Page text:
Particularly, I would have liked more details on the specifics of the specimens (or plastinates, as they're called) like age, gender, and cause of death or other pathology. I'm not interested in "personal tragedies", but the specific pathology of the individual specimen. One plastinate, in particular, was extremely interesting. From what I could tell, this person had an artificial hip, knee joint, shoulder, a grafted jaw, and two steel reinforced bones. I would have really like to have known more details. Was this blunt trauma (a car accident) or part of a degenerative process?  Another platinate was claimed to have arthritis, but I had difficulty seeing the specifics.

Regardless, these are small complaints. Overall, the exhibit is excellent, and I would suggest it to anyone interested in the human body, biology, etc.

However, the exhibit really got me thinking about our physical body, and the nature of a spirit, or consciousness. I find it pretty hard to believe that these 'chunks of stuff' are all there is to being human. I just can't believe in the reductionist model that says everything a person ever is, can be fully encompassed and explained by the meat bags (as Bender puts it) I saw yesterday.

It also got me thinking a bit more about abortion. When you see actual fetuses (a.k.a. human beings) in various stages of development, you have to wonder about the ethics of deciding to terminate that life. Congressman Ron Paul is against abortion. He's also an OBGYN who has delivered over 4000 babies. When he speaks of watching a doctor pull a fetus out of a woman, and put it in a bucket to be disposed of...well, that speaks volumes to me.

NEways, as Osho so wonderfully points out, there's a difference between knowledge (i.e. having a moral stance based on imperative or some intellectual idea) and knowing (i.e. experiencing something in the reality of it). In this case, Ron Paul knows something which I suspect I'll never know, and I defer to him.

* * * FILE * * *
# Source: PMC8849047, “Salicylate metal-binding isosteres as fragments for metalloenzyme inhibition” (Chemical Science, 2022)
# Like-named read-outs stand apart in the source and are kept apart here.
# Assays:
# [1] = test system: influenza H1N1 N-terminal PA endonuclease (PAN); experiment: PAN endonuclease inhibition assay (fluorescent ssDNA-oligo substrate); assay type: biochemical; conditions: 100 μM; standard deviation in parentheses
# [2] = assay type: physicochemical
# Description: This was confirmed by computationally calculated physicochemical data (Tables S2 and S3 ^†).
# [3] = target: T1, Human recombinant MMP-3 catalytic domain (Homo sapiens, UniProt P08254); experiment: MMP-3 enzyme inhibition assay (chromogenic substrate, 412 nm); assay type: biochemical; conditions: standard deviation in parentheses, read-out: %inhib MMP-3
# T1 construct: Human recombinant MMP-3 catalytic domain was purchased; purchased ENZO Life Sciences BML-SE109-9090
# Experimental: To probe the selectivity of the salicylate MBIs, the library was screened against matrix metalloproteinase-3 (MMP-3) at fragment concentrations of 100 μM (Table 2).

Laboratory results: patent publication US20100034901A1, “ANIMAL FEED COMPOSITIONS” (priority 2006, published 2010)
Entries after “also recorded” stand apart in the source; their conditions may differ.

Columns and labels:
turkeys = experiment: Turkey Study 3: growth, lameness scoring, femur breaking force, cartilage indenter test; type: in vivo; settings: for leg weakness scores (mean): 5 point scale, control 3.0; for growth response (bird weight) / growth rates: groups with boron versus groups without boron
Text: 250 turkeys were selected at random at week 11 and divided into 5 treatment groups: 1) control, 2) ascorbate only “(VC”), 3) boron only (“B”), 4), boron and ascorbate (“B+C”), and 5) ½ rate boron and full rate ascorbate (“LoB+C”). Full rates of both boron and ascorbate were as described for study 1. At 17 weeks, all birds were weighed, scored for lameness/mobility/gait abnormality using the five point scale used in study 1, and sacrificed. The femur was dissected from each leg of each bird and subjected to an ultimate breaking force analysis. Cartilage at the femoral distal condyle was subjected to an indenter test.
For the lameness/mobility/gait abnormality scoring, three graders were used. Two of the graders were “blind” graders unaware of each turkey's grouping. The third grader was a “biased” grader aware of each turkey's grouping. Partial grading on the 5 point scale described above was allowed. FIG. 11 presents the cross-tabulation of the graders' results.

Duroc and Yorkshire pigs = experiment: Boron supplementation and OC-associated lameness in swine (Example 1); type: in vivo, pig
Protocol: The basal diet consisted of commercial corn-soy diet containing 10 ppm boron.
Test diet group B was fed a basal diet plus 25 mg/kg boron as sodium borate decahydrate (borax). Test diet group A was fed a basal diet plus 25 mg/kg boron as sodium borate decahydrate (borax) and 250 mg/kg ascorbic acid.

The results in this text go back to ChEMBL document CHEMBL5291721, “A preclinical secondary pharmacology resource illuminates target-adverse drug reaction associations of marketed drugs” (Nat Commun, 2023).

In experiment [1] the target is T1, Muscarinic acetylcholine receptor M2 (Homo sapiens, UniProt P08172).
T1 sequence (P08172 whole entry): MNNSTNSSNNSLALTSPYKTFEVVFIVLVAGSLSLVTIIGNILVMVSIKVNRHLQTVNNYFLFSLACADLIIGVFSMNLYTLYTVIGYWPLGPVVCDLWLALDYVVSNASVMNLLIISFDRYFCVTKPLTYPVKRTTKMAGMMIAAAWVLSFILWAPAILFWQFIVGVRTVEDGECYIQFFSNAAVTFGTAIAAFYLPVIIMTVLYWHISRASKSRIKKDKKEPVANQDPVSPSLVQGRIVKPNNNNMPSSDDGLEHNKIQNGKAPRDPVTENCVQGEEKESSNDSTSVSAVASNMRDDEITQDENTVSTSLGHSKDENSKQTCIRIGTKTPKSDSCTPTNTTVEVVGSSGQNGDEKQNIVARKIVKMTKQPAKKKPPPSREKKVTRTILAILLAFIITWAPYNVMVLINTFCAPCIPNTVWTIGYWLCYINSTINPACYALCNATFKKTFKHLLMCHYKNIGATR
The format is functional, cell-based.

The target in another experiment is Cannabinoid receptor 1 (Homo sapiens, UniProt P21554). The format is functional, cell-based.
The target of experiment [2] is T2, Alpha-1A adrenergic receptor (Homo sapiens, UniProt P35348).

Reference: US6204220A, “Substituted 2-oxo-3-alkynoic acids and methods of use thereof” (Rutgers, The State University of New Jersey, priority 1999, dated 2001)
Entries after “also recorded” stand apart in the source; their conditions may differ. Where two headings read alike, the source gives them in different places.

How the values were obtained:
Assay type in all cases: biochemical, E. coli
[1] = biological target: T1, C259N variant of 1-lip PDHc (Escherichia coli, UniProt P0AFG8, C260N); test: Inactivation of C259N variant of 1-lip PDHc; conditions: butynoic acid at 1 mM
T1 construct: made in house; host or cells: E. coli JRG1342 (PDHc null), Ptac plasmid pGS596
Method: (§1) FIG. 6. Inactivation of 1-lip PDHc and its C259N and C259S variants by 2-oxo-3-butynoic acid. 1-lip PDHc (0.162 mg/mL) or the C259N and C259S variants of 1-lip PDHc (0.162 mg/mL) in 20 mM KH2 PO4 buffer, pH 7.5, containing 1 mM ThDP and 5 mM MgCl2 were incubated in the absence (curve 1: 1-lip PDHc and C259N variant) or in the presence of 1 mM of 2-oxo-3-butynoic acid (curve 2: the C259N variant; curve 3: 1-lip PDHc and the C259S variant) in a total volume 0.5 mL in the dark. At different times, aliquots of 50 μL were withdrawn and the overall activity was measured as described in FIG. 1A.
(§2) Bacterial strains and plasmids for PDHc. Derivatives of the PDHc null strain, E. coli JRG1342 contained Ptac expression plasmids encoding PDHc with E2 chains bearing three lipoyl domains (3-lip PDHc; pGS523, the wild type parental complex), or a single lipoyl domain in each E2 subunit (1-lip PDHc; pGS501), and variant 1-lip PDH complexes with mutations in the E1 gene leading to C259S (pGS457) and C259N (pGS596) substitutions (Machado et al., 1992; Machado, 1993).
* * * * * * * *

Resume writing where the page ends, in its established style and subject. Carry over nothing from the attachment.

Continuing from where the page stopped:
Monday, June 06, 2011

The Use of Depleted Uranium Ammo

Danielle and I watched a fantastic but disturbing documentary the other night. Beyond Treason is about Gulf-War syndrome, and the US Military's willingness to medically experiment on its own troops (with or without their knowledge or consent). Clinton's Executive Order 13139 gives the President the ability to force-vaccinate military personnel, without their consent. Hundreds of National Reserve pilots have already resigned (i.e. given up the chance to fly totally cool fighter jets) rather than be vaccinated.

Surprisingly, there are more US casualties from the Gulf War than from the Vietnam War. Like with so many other things, the change methodology used to measure causalities between the Vietnam and Gulf Wars has hidden this fact from the public.

But far more disturbing is the US Military's continued use of depleted uranium (DU) ammunition which makes troops sick, causes all sorts of birth defects, and leaves a land contaminated with nuclear reside for all eternity.  So, the use of DU ammo will create environmental toxicity that cannot be cleaned up and will last forever.

Why would any army ever use such weapons, which slowly kill the people who use them and the people who live where the weapons are used? They render the land where they're used uninhabitable. This seems completely insane to me? What's the point?

Radiant Energy and Free Energy

My Bedini 3-pole monopole motor running off a 12V power supply and charging a battery. The top generator coil is also driving the bank of LEDs just for fun.

Here's a pretty good site with lots of info on the Bedini SSG. A number of people have replicated the motor, and achieved a Coefficient of Performance (COP) greater than one (more than 100% efficient):
http://peswiki.com/index.php/Directory:Bedini_SG:Replications

One very good report, with multiple, repeated overunity results:
http://peswiki.com/index.php/Directory:Bedini_SG:Replications:oneness

Now, the trick here is that we need to understand that of course, the system isn't more than 100% efficient. Just like a solar cell or wind generator, there is an external source of energy being put into the system.

With this system, the same phenomena applies. We use energy to get the wheel spinning and generating the pulsed DC voltage spikes (seen to be as high as 200 V on a small apparatus like mine). This is a replication of Tesla's gap discharge experiments. This involves a poorly understood form of electricity that Bedini calls Radiant Energy.